Public Health members take on the Government

  • Published September 1, 2020

Public Health members take on the Government HSU members in the NSW Public Health system are gearing up for the fight of their lives as they prepare to take on the State Government in one of the biggest campaigns ever run by the Union.

Since 2008, health workers and other public sector workers have been denied the right to bargain for improved wages and conditions by the Government’s draconian wages policy. Even in the case of classifications that had undergone a complete transformation, with work now far more complex than before, the current government policy prevents any opportunity for genuine re - negotiation and modernising of Awards. But the Government decided this year, it wouldn’t even pass on the paltry 2.5% to health workers – but did pass on significant pay rises to senior government executives. Crying poor to the people who have worked tirelessly to defend the community from COVID-19 is a very bad look, but NSW Treasurer Dominic Perrottet doesn’t seem to care.

While the HSU continues to fight for this modest increase through the Industrial Relations Commission, the Government’s tight - fisted attitude has sparked a strong response amongst HSU members. The campaign to remove the 2.5% wages cap is also an opportunity to modernise the absurdly outdated Public Health Awards, some of which haven’t changed for decades. Peppered with arcane language and contradictory conditions and allowances, the Awards bear little resemblance to the jobs most public health workers undertake every day.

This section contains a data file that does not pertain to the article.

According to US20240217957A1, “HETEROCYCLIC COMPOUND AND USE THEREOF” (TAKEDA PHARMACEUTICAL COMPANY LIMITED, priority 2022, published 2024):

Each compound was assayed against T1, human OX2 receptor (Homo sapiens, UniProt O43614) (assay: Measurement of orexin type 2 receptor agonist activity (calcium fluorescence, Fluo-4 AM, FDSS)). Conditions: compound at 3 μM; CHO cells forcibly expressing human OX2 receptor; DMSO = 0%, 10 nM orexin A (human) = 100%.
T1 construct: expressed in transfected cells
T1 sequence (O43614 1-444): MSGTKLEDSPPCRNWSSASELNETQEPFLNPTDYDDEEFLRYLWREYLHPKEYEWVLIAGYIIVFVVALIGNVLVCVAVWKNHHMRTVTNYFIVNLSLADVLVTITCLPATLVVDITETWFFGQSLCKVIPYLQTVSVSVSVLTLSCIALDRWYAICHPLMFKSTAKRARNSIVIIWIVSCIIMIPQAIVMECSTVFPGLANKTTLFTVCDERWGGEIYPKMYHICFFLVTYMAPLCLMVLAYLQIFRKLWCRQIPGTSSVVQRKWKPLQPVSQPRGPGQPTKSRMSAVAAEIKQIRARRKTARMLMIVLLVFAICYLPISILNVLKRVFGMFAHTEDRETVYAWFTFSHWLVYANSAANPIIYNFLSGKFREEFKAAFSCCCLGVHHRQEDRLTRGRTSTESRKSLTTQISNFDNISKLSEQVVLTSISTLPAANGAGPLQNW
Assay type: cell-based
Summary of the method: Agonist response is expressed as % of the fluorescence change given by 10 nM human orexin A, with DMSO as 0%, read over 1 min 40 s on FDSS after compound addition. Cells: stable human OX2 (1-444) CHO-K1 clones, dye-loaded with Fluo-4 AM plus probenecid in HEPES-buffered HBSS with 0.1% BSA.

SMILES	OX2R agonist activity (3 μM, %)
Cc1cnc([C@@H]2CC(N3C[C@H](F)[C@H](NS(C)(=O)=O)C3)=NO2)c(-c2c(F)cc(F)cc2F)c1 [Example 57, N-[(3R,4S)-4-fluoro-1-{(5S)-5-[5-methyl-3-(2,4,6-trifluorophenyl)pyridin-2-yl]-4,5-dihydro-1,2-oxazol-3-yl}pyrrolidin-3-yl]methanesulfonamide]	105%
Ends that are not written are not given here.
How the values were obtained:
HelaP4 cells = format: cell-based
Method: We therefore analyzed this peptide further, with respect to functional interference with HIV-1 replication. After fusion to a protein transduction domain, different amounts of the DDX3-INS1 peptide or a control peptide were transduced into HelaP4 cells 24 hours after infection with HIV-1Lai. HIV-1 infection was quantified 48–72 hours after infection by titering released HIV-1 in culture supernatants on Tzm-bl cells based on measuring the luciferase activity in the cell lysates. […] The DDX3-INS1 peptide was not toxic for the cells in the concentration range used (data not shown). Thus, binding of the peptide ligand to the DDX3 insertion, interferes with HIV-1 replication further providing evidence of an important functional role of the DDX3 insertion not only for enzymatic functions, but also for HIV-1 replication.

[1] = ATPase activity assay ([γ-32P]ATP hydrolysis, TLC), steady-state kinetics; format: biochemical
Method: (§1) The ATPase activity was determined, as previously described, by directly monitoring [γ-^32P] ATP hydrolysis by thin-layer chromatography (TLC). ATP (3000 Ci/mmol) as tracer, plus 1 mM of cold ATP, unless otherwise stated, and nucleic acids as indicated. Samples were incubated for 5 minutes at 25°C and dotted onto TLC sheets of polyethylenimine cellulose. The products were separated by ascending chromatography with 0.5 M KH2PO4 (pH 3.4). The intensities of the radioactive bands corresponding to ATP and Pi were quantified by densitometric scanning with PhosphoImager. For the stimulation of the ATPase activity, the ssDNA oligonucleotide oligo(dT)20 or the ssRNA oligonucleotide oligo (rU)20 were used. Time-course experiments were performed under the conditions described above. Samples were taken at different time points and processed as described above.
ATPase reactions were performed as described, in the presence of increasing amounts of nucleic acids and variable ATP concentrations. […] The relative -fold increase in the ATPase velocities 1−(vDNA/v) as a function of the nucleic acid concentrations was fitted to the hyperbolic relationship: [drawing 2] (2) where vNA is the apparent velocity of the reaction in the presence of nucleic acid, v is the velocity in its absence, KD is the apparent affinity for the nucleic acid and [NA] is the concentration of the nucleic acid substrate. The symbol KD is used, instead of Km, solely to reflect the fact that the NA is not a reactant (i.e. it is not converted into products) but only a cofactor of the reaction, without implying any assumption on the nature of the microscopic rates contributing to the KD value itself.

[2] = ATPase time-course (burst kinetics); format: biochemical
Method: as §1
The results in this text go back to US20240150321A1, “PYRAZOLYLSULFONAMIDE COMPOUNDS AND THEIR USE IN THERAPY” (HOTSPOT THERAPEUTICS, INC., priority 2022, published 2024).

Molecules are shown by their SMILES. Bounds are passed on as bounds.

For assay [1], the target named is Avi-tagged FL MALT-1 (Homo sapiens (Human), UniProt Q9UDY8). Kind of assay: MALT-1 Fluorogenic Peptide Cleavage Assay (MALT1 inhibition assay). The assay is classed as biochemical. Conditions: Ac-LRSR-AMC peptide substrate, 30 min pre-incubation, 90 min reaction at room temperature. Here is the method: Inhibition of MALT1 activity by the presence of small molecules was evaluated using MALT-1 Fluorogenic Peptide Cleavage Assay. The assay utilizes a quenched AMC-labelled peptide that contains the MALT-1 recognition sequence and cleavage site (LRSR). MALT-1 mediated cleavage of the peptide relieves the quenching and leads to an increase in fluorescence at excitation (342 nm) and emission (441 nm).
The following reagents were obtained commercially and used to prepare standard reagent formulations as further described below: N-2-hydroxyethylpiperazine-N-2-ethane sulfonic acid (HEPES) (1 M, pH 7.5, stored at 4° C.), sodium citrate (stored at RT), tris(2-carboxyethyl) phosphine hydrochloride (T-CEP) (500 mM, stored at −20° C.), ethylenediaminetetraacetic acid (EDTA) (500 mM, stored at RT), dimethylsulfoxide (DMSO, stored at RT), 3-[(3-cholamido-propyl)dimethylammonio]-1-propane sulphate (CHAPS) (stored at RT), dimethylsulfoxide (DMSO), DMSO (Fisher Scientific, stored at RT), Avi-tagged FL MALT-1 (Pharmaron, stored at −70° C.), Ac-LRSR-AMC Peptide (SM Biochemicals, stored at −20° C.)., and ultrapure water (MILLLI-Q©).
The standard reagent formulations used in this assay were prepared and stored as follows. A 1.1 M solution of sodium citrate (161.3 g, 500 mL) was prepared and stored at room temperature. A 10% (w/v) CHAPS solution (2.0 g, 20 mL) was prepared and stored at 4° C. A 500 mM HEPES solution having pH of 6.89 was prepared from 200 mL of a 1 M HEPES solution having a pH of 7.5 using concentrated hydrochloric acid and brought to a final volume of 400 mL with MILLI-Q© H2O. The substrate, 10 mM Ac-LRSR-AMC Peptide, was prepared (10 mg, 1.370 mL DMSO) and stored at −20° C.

Gerard Hayes, HSU Secretary, has heralded the campaign as the opportunity for public health workers to take charge of their own working lives. “It’s time to take the millstone off. We’ve fought for much - deserved increases for members over the years, but we’ve always been held back by the wages cap. This campaign is the first step to making sure everyone working in HSU classifications is recognised for the work they actually do – not some decades - old description in a book.” Rob Sheehy, Divisional Manager of the Public Health Division, is keen to remind members that the success of the campaign depends on everyone’s involvement. “We won’t see change unless the vast majority of health workers stand up,” he said. “That means completing the campaign survey and getting involved in campaign activities, but also encouraging your fellow health workers to join the Union. We need to make a strong impression on the Government that we’re not going away.”

Belinda Scott, who works in Patient Support Services at Lismore Base Hospital, said “I’m happy to see the HSU take action. Our Awards are hopelessly out of date and full of contradictions. It’s time we got recognition for the work we actually do – not some outdated description that hasn’t kept pace with the workforce. Lots of people don’t know about the wages cap that’s been holding us back since 2008.

“It’s completely unfair and makes us feel like we’re not valued. I call on every HSU member to stand up and get involved in this campaign – it’s the only way the government will learn we mean business.”